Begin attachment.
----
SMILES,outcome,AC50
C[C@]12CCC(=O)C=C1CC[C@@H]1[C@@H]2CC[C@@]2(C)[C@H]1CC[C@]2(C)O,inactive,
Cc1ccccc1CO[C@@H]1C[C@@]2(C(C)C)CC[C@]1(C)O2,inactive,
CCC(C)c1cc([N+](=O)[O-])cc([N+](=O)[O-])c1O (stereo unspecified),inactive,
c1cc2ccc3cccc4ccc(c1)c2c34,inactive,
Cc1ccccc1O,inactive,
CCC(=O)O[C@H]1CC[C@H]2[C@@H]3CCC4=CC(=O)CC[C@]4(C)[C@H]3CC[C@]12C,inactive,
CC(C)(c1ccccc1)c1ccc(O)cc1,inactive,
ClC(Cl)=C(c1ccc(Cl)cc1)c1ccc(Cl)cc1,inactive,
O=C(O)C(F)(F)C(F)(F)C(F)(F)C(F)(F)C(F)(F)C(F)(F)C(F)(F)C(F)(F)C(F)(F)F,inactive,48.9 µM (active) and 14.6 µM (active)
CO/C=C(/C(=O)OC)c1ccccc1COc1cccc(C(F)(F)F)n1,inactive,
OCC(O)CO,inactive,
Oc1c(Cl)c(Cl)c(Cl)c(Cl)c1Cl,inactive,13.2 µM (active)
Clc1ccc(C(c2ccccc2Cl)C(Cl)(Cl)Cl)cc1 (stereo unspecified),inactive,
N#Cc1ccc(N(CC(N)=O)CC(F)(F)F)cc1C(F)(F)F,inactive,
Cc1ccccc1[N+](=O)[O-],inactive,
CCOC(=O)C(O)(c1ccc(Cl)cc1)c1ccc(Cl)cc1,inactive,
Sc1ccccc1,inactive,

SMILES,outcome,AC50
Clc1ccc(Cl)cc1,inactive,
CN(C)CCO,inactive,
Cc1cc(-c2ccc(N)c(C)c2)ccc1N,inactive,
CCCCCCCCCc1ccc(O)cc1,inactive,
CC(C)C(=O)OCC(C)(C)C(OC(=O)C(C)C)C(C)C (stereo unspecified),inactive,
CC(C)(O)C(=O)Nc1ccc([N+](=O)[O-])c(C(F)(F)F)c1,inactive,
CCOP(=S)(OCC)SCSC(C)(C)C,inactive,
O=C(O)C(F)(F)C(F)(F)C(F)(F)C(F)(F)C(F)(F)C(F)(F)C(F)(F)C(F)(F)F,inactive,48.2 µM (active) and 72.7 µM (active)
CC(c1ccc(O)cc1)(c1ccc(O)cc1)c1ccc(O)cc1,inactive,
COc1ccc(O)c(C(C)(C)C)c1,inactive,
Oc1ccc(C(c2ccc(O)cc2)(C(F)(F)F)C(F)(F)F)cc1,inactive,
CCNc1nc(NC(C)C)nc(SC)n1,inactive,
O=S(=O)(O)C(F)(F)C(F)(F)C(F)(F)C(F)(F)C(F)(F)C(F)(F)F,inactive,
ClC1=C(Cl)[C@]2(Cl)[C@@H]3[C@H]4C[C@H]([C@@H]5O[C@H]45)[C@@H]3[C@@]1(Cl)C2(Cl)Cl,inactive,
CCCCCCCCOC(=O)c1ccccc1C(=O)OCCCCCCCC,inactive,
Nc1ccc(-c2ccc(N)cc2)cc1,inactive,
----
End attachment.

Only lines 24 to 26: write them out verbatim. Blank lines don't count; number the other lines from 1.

CC(C)C(=O)OCC(C)(C)C(OC(=O)C(C)C)C(C)C (stereo unspecified),inactive,
CC(C)(O)C(=O)Nc1ccc([N+](=O)[O-])c(C(F)(F)F)c1,inactive,
CCOP(=S)(OCC)SCSC(C)(C)C,inactive,